Agriculture: Pear Pest Management Guidelines

Brown Mite

  • Bryobia rubrioculus
  • Description of the Pest

    The brown mite occasionally occurs on pears, and it may be the dominant mite on unsprayed trees early in the growing season. Like European red mites, brown mites overwinter in the egg stage. Eggs are red and spherical but do not have a stipe rising from the top. Newly hatched brown mites have six legs and are bright red. After they molt for the first time, they turn brown, develop eight legs, and resemble the adult, only smaller. Adult brown mites are dark reddish brown, and the first pair of legs is longer than the other three pairs.

    Damage

    Brown mite is a very minor pest in pear. Its feeding on foliage can produce a stippled appearance much like that caused by leafhopper feeding. Usually leaves do not turn brown or defoliate. If populations are heavy, stippled areas merge and the leaf takes on a pale look. Because brown mites spend most of the day on the wood of spurs and twigs, leaves closest to these parts are most heavily damaged. Feeding by brown mites is rarely severe enough to affect the fruit growth.

    Management

    Brown mites are usually the first mites to appear in spring. Dormant treatments of oil should keep them below damaging levels. Low levels in early spring are considered beneficial as a food source for mite predators. Additional treatments are seldom needed.

    Biological Control

    Biological control of brown mite is not as effective as it is for European red mite and webspinning spider mites. Predators include brown lacewings, green lacewings, minute pirate bugs, sixspotted thrips, and the spider mite destroyer lady beetle.

    Organically Acceptable Methods

    Biological control and approved oil sprays are organically acceptable methods.

    Monitoring and Treatment Decisions

    Monitoring guidelines have not been established for brown mite. Brown mite is best controlled in the dormant season or early foliage season. In-season sprays are rarely justified.

    Common name Amount to use** REI‡ PHI‡
    (Example trade name) (conc.) (dilute) (hours) (days)
    Not all registered pesticides are listed. The following are ranked with the pesticides having the greatest IPM value listed first—the most effective and least harmful to natural enemies, honey bees, and the environment are at the top of the table. When choosing a pesticide, consider information relating to air and water quality, resistance management, and the pesticide's properties and application timing. Always read the label of the product being used.
     
    DORMANT
    A. NARROW RANGE OIL# 8 gal 2 gal 4 0
      . . . or . . .
      DORMANT FLOWABLE EMULSION 6–8 gal 2–3 gal 4 0
      . . . or . . .
      DORMANT PLUS 6–8 gal 3–4 gal 4 0
      MODE OF ACTION: Contact, including smothering and barrier effects.
      COMMENTS: Control improves the closer eggs are to hatching. For narrow range oil, check with your certifier to determine which products are organically acceptable.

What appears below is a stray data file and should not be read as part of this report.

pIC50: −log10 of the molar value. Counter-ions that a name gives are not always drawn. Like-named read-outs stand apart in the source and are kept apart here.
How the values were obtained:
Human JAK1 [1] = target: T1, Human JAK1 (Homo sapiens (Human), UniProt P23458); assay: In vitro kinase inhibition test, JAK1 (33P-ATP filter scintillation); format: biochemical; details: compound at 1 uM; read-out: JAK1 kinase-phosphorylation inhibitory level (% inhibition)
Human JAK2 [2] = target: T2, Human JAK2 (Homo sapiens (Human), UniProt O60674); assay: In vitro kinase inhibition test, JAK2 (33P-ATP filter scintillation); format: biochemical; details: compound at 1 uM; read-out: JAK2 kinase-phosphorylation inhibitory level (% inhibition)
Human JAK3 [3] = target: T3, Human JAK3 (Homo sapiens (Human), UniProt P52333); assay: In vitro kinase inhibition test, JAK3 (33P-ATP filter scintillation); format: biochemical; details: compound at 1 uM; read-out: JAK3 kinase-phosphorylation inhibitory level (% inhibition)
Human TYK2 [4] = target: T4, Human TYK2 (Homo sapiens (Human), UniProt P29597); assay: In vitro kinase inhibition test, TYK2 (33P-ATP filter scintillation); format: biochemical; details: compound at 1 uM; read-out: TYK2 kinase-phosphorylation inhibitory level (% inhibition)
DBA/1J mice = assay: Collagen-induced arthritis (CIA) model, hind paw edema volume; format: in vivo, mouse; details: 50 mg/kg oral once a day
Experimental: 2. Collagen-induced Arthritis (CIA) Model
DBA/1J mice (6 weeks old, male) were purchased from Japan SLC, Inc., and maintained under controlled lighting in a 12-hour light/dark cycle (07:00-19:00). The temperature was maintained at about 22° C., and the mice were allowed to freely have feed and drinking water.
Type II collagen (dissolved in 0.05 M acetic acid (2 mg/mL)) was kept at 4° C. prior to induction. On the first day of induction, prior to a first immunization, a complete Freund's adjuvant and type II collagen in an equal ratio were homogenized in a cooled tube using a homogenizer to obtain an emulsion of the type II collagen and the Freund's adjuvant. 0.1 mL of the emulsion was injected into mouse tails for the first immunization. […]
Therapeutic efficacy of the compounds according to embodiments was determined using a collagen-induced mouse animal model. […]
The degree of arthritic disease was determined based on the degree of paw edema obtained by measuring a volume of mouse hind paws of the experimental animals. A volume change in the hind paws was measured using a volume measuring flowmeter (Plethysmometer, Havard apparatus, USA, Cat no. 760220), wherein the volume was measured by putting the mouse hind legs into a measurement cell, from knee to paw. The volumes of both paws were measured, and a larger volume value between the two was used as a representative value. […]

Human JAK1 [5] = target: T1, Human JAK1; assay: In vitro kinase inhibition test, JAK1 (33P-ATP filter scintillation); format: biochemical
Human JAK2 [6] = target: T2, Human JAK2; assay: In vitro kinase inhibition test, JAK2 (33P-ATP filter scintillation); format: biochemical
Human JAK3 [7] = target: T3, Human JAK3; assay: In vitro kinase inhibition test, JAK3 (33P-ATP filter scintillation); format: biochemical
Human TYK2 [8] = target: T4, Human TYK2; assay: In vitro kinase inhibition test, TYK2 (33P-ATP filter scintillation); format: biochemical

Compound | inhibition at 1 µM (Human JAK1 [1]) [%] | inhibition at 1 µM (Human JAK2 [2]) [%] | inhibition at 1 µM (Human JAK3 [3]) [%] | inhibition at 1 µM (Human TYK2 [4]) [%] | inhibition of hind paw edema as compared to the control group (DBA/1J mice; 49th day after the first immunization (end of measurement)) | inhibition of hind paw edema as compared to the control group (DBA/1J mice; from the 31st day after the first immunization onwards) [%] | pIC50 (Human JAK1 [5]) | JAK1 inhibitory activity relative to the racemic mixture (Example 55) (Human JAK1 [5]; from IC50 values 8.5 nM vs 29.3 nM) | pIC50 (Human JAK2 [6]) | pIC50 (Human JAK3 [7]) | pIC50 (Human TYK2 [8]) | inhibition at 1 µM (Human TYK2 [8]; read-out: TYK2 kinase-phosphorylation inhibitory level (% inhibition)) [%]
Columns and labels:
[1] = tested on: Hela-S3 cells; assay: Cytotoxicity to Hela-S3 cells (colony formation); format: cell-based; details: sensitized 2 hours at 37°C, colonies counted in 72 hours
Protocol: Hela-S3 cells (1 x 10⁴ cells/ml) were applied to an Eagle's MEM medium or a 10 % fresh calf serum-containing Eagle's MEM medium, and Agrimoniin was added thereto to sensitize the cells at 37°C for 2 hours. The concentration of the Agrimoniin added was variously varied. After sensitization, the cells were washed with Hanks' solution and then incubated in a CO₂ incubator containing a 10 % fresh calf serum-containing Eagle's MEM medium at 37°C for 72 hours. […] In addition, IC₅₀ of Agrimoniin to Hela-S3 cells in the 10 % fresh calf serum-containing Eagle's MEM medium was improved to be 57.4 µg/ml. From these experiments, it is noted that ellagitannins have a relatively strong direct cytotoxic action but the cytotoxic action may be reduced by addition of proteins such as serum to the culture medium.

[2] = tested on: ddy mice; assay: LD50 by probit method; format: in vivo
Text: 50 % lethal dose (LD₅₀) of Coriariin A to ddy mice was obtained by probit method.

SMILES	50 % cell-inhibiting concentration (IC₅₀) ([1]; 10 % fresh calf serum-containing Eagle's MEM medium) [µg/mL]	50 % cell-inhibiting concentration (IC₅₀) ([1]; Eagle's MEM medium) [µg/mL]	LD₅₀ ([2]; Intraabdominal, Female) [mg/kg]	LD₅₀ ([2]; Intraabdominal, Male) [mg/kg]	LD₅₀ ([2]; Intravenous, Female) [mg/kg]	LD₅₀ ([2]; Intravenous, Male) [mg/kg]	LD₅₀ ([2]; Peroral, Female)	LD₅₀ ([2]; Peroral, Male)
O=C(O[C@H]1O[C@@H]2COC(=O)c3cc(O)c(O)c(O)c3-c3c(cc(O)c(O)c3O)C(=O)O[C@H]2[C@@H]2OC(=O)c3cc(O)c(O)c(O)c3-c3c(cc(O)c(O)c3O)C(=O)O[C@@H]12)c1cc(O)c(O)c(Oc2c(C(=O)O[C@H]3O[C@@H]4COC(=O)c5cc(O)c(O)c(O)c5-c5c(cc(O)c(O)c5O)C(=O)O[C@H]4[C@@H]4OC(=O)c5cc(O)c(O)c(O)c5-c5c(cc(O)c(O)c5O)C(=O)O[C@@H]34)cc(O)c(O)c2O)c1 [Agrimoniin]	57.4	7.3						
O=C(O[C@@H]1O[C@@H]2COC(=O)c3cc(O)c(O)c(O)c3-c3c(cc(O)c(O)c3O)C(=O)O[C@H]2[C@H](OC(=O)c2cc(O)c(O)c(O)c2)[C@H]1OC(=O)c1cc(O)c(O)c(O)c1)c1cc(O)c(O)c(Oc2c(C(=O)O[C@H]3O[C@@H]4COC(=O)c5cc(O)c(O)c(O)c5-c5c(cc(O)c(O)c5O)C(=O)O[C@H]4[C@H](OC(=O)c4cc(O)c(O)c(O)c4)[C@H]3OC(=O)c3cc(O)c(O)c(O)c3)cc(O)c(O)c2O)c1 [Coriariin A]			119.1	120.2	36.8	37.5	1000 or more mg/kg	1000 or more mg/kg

FINGER BUD TO PETAL FALL
    A. NARROW RANGE OIL# 4 gal 1 gal 4 0
      MODE OF ACTION: Contact, including smothering and barrier effects.
      COMMENTS: Check with your certifier to determine which products are organically acceptable.
       
    B. ABAMECTIN*
      (Agri-Mek 0.15EC) 10–20 fl oz 2.5–5 fl oz 12 28
      MODE OF ACTION GROUP NUMBER1: 6
      COMMENTS: Do not apply to blooming plants, including fruit trees and broadleaf weeds.
      . . . PLUS . . .
      NARROW RANGE OIL 0.25% minimum 1 gal 4 0
      MODE OF ACTION: Contact, including smothering and barrier effects.
     
    PETAL FALL TO HARVEST
    A. NARROW RANGE OIL# 4 gal 1 gal 4 0
      MODE OF ACTION: Contact, including smothering and barrier effects.
      COMMENTS: Check with your certifier to determine which products are organically acceptable.
    ** Dilute rate is the rate per 100 gal water; use 400 gal solution/acre. Apply concentrate in 80–100 gal water/acre, or less if the label allows.
    Restricted entry interval (REI) is the number of hours (unless otherwise noted) from treatment until the treated area can be safely entered without protective clothing. Preharvest interval (PHI) is the number of days from treatment to harvest. In some cases the REI exceeds the PHI. The longer of two intervals is the minimum time that must elapse before harvest.
    # Acceptable for organically grown produce.
    * Permit required from county agricultural commissioner for purchase or use.
    1 Rotate chemicals with a different mode of action Group number, and do not use products with the same mode of action Group number more than twice per season to help prevent the development of resistance. For example, the organophosphates have a Group number of 1B; chemicals with a 1B Group number should be alternated with chemicals that have a Group number other than 1B. Mode of action Group numbers are assigned by IRAC (Insecticide Resistance Action Committee).
    Text Updated: 11/12
    Treatment Table Updated: 11/12